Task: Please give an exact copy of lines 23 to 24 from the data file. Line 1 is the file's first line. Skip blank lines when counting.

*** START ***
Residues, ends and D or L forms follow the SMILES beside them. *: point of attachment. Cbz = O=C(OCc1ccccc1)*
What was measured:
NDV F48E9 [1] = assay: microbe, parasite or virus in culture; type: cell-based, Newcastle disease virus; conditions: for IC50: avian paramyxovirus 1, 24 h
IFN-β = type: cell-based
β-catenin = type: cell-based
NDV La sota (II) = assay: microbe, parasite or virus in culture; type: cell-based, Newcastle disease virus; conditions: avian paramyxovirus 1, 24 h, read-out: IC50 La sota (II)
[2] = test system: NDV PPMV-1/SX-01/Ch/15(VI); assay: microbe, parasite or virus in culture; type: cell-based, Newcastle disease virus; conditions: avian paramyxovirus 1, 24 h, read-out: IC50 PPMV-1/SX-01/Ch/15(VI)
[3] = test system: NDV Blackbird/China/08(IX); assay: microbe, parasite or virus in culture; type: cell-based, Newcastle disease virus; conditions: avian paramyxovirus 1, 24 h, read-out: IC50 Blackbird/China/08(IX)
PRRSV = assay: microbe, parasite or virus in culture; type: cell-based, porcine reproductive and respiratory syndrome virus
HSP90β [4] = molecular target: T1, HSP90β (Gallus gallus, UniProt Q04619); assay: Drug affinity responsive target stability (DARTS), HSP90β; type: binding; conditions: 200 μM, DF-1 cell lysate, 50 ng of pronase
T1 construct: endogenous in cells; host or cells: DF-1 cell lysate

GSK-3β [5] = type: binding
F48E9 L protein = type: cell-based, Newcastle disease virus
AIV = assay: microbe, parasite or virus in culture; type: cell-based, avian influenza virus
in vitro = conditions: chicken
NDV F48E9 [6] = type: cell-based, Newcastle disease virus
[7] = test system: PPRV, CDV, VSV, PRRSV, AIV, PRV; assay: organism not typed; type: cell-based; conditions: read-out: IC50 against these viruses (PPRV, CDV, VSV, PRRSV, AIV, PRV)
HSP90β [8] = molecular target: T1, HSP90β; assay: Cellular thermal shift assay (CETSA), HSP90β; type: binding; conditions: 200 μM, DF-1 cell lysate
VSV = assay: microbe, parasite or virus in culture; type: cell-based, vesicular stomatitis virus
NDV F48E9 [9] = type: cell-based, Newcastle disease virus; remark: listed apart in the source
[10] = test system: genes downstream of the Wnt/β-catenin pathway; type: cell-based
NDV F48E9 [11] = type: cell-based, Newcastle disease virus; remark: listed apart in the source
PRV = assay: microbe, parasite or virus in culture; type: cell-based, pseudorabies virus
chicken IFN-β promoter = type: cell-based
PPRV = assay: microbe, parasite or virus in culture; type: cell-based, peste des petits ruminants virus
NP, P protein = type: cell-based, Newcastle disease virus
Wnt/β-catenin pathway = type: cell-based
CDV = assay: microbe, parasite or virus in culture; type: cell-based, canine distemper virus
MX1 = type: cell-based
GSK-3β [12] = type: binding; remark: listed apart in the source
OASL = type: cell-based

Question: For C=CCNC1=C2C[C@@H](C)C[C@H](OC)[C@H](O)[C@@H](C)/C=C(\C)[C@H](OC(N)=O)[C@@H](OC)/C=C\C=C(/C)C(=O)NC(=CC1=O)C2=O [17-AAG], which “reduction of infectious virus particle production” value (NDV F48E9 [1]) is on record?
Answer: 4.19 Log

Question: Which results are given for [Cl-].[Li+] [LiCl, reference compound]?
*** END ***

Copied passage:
PRV = assay: microbe, parasite or virus in culture; type: cell-based, pseudorabies virus
chicken IFN-β promoter = type: cell-based